Association for Behavior Analysis International

The Association for Behavior Analysis International® (ABAI) is a nonprofit membership organization with the mission to contribute to the well-being of society by developing, enhancing, and supporting the growth and vitality of the science of behavior analysis through research, education, and practice.


Seventh International Conference; Merida, Mexico; 2013

Event Details

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Paper Session #82
Boring, Skinner and Kantor
Tuesday, October 8, 2013
2:00 PM–2:50 PM
Izamal (Fiesta Americana)
Area: VRB
Chair: Mitch Fryling (California State University, LA)

A Unifying Taxonomy of Verbal Behavior

Domain: Theory
AIKATERINI DOUNAVI (Queen's University of Belfast)

Skinner's (1957) classification of verbal operants has had a profound effect on the philosophical, experimental as well as the applied analysis of verbal behavior. In this paper, Skinner's functional classification as well as Michael's (1982) and Vargas' (1982) additional analyses are reviewed and extended to include functional categories that take into account the topography of responses and stimuli (Baker, LeBlanc, & Raetz, 2008), and identity or non-identity relations between them (Sidman, 1971). On the basis of this extended analysis of verbal behavior, a detailed disambiguation tree is proposed, in order to facilitate the development of a taxonomy that allows practitioners to assess individuals' existing verbal repertoire prior to designing an intervention. The disambiguation tree is also aimed to serve as a useful tool for whoever instructs students in the area of verbal behavior, for including a comprehensive, consistent, and straightforward method of classifying any given verbal response according to all its characteristics (i.e., function, topography, and relation to antecedents and consequences).


CANCELED: B. F. Skinner and E. G. Boring: A Love - Hate Relationship

Domain: Theory
KRISTJAN GUDMUNDSSON (Reykjavik College of Women)

B. F. Skinner had difficulties in graduating from the Harvard psychology department and his Ph. D. thesis was in fact originally rejected, due to the major figure in Harvard psychology, E. G. Boring. But Boring was also the person that instigated Skinner's move back to Harvard as a professor 20 years later. In this paper I analyze the complex relationship between the two, Skinner and Boring, beginning with Boring's criticism of Skinner's thesis and relate it to Chomsky's infamous similar criticism. This can only be done through unpublished material touched upon in Skinner's autobiographies and better revealed in the Harvard Archives. An evaluation is made of the changing relationship between the two and of Boring's original criticism, that let him to reject Skinner's original thesis.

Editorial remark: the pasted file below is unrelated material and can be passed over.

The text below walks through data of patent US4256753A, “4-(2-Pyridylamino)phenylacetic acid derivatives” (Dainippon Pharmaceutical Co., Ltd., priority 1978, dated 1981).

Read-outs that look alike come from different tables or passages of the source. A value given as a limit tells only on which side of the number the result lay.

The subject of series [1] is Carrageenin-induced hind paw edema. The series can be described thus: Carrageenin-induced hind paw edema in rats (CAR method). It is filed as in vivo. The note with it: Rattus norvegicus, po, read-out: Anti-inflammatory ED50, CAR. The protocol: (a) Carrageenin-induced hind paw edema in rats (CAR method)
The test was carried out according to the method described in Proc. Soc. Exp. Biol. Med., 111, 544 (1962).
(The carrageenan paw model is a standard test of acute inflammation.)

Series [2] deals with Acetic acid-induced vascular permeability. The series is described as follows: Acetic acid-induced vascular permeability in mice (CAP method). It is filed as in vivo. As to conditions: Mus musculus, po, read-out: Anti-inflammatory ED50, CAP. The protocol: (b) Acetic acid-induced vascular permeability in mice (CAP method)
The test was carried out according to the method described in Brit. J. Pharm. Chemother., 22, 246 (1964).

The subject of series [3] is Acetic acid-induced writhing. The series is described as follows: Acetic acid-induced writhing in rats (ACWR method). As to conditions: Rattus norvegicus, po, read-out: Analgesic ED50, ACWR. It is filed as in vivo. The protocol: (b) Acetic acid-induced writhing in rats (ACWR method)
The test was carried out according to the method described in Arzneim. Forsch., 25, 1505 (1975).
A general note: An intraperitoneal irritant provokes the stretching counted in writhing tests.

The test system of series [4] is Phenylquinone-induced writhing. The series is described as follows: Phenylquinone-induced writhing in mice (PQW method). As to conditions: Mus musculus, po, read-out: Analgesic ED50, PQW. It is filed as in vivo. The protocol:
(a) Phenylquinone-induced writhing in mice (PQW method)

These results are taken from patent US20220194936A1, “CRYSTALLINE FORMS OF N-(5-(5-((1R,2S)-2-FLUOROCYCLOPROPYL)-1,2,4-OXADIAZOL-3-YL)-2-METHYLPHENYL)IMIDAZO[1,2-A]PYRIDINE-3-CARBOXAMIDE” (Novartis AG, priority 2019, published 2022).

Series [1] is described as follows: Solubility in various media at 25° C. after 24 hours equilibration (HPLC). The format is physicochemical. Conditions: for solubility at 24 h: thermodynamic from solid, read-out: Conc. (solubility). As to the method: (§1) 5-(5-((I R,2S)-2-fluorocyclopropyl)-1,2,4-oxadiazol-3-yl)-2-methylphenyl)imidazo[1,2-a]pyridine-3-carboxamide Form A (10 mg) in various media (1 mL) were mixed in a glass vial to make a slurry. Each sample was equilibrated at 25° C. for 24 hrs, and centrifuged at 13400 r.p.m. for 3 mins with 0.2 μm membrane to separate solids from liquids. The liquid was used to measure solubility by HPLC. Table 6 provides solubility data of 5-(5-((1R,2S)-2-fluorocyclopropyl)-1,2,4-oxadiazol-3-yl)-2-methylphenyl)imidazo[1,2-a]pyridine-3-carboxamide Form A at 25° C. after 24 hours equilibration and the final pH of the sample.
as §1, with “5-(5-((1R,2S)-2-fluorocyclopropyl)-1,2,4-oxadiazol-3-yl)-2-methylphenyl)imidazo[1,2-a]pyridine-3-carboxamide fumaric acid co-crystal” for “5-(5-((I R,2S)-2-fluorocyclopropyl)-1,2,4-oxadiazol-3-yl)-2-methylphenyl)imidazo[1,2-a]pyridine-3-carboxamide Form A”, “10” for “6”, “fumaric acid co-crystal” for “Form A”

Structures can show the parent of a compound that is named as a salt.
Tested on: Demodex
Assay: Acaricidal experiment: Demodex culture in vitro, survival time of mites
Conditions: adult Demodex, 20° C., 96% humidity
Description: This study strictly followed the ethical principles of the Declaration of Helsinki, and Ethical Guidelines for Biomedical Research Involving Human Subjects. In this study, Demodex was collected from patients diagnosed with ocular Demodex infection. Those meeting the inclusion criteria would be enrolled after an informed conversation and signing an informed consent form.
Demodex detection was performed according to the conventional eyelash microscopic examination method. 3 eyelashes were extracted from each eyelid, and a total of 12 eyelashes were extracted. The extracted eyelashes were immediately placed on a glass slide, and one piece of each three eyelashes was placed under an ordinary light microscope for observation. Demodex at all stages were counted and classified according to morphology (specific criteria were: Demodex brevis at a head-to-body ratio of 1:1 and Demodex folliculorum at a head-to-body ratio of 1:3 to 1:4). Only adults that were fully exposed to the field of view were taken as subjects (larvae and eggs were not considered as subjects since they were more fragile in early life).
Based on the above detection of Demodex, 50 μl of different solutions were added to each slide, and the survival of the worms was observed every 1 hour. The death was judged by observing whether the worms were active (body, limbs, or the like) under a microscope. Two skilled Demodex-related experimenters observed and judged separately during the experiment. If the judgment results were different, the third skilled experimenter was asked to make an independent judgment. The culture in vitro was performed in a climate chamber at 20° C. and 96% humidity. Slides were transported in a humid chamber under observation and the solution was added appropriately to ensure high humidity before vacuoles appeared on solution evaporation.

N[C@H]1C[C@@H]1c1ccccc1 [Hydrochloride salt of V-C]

J. R. Kantor's Psychological Linguistics

Domain: Theory
MITCH FRYLING (California State University, LA)

J. R. Kantor developed a philosophy of science, interbehaviorism (Kantor, 1953), and a scientific system of psychology, interbehavioral psychology (Kantor, 1958). Perhaps somewhat less well known or understood is Kantor's approach to language, or what many behavior analysts call verbal behavior. This presentation will provide an overview of Kantor's approach to verbal behavior, as outlined in his texts An Objective Psychology of Grammar (Kantor, 1952), and Psychological Linguistics (Kantor, 1977). In particular, emphasis will be placed on understanding Kantor's distinction between referential and non-referential behavior segments. Then, a selective overview of research and scholarship derived from Kantor's approach to language will be provided. In addition, the value of Kantor's approach will be considered in light of several existing alternatives, including joint control, naming, relational frame theory, and Skinner's (1957) analysis of verbal behavior. Finally, implications for integration in the field of behavior analysis, including related practice issues will be discussed. It will be argued that Kantor's perspective, while relatively less well known or understood than others, has much to offer behavior analysis.




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